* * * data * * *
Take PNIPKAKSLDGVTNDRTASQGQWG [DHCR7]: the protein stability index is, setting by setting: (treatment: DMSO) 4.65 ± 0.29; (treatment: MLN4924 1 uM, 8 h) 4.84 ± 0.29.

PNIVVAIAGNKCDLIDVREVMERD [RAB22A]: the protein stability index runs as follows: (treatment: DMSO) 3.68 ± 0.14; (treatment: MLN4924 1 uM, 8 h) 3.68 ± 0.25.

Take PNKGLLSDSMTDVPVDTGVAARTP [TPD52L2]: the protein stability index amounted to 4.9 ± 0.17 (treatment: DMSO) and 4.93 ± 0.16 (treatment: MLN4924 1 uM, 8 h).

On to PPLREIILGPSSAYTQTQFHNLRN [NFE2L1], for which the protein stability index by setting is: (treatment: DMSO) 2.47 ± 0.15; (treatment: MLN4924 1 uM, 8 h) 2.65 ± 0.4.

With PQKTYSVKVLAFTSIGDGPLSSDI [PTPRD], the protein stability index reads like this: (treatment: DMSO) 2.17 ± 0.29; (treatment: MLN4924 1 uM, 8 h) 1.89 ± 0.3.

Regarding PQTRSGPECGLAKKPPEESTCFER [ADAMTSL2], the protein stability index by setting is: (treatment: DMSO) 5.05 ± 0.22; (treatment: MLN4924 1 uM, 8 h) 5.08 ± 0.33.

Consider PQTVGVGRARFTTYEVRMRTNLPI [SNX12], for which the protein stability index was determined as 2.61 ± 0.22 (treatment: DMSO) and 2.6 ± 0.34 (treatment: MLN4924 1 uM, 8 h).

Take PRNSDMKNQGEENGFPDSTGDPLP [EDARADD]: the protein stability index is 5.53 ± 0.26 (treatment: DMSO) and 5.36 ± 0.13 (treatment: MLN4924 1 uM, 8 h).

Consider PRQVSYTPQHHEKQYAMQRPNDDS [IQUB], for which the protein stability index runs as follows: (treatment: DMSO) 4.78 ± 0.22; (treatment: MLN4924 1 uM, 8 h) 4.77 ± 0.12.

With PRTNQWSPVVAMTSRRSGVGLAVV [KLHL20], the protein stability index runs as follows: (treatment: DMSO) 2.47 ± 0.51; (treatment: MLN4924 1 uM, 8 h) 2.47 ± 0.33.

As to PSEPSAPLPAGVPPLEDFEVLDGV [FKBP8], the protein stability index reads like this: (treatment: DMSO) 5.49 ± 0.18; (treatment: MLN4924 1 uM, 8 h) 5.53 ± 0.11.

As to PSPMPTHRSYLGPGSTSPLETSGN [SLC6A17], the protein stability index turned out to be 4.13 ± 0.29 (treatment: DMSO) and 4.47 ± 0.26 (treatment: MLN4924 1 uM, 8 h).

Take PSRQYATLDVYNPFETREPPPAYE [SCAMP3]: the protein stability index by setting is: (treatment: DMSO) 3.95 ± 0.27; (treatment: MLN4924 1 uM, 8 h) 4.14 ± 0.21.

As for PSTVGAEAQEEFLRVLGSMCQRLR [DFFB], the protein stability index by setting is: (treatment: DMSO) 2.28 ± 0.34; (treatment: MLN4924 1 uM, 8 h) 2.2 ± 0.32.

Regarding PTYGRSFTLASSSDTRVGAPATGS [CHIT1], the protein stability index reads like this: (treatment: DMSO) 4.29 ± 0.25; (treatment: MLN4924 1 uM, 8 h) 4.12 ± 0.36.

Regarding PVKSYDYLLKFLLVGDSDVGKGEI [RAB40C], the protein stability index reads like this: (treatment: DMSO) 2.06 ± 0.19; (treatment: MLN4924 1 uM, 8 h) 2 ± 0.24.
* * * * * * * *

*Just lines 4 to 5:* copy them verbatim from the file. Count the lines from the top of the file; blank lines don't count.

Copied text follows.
On to PPLREIILGPSSAYTQTQFHNLRN [NFE2L1], for which the protein stability index by setting is: (treatment: DMSO) 2.47 ± 0.15; (treatment: MLN4924 1 uM, 8 h) 2.65 ± 0.4.

With PQKTYSVKVLAFTSIGDGPLSSDI [PTPRD], the protein stability index reads like this: (treatment: DMSO) 2.17 ± 0.29; (treatment: MLN4924 1 uM, 8 h) 1.89 ± 0.3.